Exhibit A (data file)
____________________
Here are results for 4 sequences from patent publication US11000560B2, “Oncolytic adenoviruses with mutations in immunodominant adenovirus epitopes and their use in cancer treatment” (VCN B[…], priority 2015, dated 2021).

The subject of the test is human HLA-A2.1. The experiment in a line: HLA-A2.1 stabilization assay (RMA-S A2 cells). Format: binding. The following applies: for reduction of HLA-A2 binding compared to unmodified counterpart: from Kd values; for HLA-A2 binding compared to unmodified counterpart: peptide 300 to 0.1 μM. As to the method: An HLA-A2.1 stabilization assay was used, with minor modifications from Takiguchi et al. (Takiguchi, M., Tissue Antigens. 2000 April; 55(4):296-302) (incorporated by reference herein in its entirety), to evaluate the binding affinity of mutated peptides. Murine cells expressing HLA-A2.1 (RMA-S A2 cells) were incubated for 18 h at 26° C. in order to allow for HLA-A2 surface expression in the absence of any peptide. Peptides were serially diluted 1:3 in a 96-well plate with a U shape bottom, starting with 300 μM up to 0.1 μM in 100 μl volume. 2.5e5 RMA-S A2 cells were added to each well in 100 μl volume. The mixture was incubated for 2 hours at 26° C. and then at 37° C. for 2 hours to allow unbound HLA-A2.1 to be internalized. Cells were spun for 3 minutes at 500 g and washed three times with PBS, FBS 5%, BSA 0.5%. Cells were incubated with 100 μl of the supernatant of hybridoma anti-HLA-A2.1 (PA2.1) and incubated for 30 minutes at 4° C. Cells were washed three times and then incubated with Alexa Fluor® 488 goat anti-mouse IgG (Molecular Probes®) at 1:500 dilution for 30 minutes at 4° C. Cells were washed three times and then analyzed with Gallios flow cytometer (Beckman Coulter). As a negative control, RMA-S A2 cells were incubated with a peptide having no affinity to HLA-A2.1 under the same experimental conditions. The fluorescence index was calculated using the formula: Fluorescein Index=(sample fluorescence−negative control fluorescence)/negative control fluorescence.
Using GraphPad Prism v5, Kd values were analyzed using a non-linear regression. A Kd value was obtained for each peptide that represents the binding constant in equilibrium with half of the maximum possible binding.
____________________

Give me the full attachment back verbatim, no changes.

Here are results for 4 sequences from patent publication US11000560B2, “Oncolytic adenoviruses with mutations in immunodominant adenovirus epitopes and their use in cancer treatment” (VCN B[…], priority 2015, dated 2021).

The subject of the test is human HLA-A2.1. The experiment in a line: HLA-A2.1 stabilization assay (RMA-S A2 cells). Format: binding. The following applies: for reduction of HLA-A2 binding compared to unmodified counterpart: from Kd values; for HLA-A2 binding compared to unmodified counterpart: peptide 300 to 0.1 μM. As to the method: An HLA-A2.1 stabilization assay was used, with minor modifications from Takiguchi et al. (Takiguchi, M., Tissue Antigens. 2000 April; 55(4):296-302) (incorporated by reference herein in its entirety), to evaluate the binding affinity of mutated peptides. Murine cells expressing HLA-A2.1 (RMA-S A2 cells) were incubated for 18 h at 26° C. in order to allow for HLA-A2 surface expression in the absence of any peptide. Peptides were serially diluted 1:3 in a 96-well plate with a U shape bottom, starting with 300 μM up to 0.1 μM in 100 μl volume. 2.5e5 RMA-S A2 cells were added to each well in 100 μl volume. The mixture was incubated for 2 hours at 26° C. and then at 37° C. for 2 hours to allow unbound HLA-A2.1 to be internalized. Cells were spun for 3 minutes at 500 g and washed three times with PBS, FBS 5%, BSA 0.5%. Cells were incubated with 100 μl of the supernatant of hybridoma anti-HLA-A2.1 (PA2.1) and incubated for 30 minutes at 4° C. Cells were washed three times and then incubated with Alexa Fluor® 488 goat anti-mouse IgG (Molecular Probes®) at 1:500 dilution for 30 minutes at 4° C. Cells were washed three times and then analyzed with Gallios flow cytometer (Beckman Coulter). As a negative control, RMA-S A2 cells were incubated with a peptide having no affinity to HLA-A2.1 under the same experimental conditions. The fluorescence index was calculated using the formula: Fluorescein Index=(sample fluorescence−negative control fluorescence)/negative control fluorescence.
Using GraphPad Prism v5, Kd values were analyzed using a non-linear regression. A Kd value was obtained for each peptide that represents the binding constant in equilibrium with half of the maximum possible binding.